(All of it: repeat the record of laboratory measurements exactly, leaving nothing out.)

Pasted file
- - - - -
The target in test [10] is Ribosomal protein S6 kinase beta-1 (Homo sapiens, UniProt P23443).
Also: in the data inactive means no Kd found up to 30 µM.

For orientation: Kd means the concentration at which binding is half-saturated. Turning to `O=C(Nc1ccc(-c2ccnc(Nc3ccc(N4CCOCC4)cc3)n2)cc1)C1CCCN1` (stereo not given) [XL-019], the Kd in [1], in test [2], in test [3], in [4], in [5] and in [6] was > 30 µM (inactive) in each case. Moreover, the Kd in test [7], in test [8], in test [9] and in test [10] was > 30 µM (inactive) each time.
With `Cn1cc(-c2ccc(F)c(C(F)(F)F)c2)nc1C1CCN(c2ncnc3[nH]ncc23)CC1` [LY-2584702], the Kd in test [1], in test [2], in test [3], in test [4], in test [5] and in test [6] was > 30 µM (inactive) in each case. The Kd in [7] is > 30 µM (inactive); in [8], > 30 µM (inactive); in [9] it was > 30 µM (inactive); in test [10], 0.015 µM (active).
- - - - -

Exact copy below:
The target in test [10] is Ribosomal protein S6 kinase beta-1 (Homo sapiens, UniProt P23443).
Also: in the data inactive means no Kd found up to 30 µM.

For orientation: Kd means the concentration at which binding is half-saturated. Turning to `O=C(Nc1ccc(-c2ccnc(Nc3ccc(N4CCOCC4)cc3)n2)cc1)C1CCCN1` (stereo not given) [XL-019], the Kd in [1], in test [2], in test [3], in [4], in [5] and in [6] was > 30 µM (inactive) in each case. Moreover, the Kd in test [7], in test [8], in test [9] and in test [10] was > 30 µM (inactive) each time.
With `Cn1cc(-c2ccc(F)c(C(F)(F)F)c2)nc1C1CCN(c2ncnc3[nH]ncc23)CC1` [LY-2584702], the Kd in test [1], in test [2], in test [3], in test [4], in test [5] and in test [6] was > 30 µM (inactive) in each case. The Kd in [7] is > 30 µM (inactive); in [8], > 30 µM (inactive); in [9] it was > 30 µM (inactive); in test [10], 0.015 µM (active).